The Pandemic Pantry – Shopping Day 05.09.20

Sat 5/9

SIP (Shelter in Place) Food Shopping Report

The early Old People Shopping Hour was nearly over by the time I got to the store. There weren’t many customers and all were practicing appropriate physical distancing, all were wearing masks. I made a list and pretty much stuck to the list. The shortages were spotty and I managed to buy nearly every item on my list. The trip was no scavenger hunt this week. The most surprising part of this week’s shopping adventure? Markdowns on certain items. Bacon (what meat shortage?), gourmet potato chips normally $4 a bag at almost half price, organic whole grain bread at a 33% discount from usual retail. I actually had fun at the store and it felt nearly normal.

Check out time brought me back to the new normal reality. There were just two check out lines open and the lines of people waiting stretched into the aisles (six feet apart, of course). The two back to back express check out lanes were gone. I wonder if some workers had to stay home or if another reason existed for the lack of check out lanes open. Old People Shopping Hour was over and the store got busier quickly. Only around 75% of the customers were wearing masks. I saw a mother/daughter combo shopping. There were young families of three and four shopping together, no masks. I guess they didn’t get the memo on masks or the recommendation that just one family member do the shopping. I would also venture a guess that these people don’t have a HCW on the front line and simply do not know the risk.

Last night’s leftover dinner mashup was an unmitigated disaster. I added a can of beans to some leftover chili and we ended up eating a bowl of inadequately seasoned beans for dinner. I thought I’d try a new recipe for Cornbread Griddle Cakes and they were awful as in awful dry. The Boss said something to the effect that our usual cornbread recipe was better which is Spouse Speak for you better not ever make this again or I’ll divorce you. So I woke up this morning needing to have a bountiful shopping trip and I got lucky.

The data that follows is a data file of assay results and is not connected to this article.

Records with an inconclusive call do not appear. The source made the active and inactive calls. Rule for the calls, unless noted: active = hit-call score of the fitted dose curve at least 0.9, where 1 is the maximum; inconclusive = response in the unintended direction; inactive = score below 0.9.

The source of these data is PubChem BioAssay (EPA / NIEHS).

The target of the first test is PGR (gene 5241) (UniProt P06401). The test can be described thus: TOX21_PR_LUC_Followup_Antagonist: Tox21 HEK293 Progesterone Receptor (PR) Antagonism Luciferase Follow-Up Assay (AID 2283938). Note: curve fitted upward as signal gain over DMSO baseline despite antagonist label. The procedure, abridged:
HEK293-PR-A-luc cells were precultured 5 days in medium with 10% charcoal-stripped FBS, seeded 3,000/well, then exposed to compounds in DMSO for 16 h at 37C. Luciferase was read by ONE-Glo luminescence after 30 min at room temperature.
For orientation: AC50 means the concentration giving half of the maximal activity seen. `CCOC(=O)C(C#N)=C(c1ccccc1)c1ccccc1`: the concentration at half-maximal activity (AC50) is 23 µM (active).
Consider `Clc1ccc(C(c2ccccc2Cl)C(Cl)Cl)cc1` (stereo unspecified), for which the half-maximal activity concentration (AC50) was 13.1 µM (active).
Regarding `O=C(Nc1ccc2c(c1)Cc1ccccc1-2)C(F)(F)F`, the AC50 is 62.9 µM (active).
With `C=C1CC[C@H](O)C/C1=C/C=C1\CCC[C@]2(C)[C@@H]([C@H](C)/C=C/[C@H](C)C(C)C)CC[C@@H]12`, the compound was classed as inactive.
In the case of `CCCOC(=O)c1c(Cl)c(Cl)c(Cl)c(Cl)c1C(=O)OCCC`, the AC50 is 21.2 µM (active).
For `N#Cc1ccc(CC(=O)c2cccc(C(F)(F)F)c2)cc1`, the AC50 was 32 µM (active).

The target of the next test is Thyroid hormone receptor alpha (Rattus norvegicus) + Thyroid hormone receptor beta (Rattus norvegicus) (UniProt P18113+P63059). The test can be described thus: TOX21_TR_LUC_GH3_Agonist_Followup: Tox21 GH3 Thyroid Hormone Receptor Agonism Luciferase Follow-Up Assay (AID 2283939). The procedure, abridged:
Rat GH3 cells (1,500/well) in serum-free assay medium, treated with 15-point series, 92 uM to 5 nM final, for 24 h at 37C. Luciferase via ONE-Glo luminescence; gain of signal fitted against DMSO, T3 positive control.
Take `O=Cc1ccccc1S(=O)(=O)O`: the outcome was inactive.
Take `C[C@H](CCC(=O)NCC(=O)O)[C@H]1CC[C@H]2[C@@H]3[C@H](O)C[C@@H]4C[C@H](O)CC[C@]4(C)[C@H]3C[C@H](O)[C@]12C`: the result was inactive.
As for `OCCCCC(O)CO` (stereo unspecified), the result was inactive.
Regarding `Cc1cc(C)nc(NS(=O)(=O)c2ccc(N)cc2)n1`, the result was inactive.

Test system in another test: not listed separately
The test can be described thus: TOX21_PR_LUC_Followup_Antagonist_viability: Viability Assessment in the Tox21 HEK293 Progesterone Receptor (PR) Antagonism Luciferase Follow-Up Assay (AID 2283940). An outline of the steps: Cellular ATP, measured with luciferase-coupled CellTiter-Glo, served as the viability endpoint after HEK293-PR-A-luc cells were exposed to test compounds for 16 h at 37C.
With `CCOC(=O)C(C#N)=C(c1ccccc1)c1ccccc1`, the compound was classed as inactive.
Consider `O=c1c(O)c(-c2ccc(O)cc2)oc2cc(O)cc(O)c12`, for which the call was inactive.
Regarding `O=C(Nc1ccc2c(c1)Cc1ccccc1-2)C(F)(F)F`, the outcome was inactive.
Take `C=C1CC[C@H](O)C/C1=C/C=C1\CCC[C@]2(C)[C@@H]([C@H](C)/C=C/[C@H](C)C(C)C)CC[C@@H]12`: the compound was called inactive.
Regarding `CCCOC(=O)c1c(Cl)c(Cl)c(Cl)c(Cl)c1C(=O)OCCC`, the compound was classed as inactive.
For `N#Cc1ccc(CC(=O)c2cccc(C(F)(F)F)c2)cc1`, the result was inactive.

Stay safe.  Stay home (for just a few more weeks).

The Pandemic Pantry – Shopping Day 05.02.20

The Household Executive order from an earlier Pandemic Pantry post has not been allowed to expire.   The order however was amended.  The following is the Amended Household Executive Order for grocery shopping:

“You are now allowed to go to more than one store per week so long as I need or want something that you cannot find at a single store.  You no longer have to shop with the old people and are permitted to go at times when store traffic isn’t busy. You will continue to wear a mask and keep your distance from everyone else in the store. You may wander up and down the aisles like you usually do. You will not shower before going. When you come back you will wash your hands for 20 seconds then put the groceries away. Disinfect the items you think need disinfecting. The plastic bags will not be recycled. They will go into the garbage. You will then go into the laundry room where you will strip down and put your clothes into the washing machine. Then and only then you go to our bathroom to decontaminate (and don’t use my bar of soap, use your body wash).”

The grocery store was less of a scavenger hunt this week.  There were still some empty shelves but I managed to buy most of the items on my list.  With all of the supply chain issues still ongoing I didn’t know what to expect.  Here are my observations from this morning.  Bear in mind your specific locale may be a lot different.

  • Toilet paper and paper towels were back in stock (limited brand choices and limited supply).
  • Cleaners and disinfectants aisle was empty.
  • Meat was plentiful.  Those creepy scary pictures of empty meat cases you see online?  That was not a problem here.
  • Fresh fruits, vegetables, bagged salads all in good supply (except zucchini and I wanted some zucchini).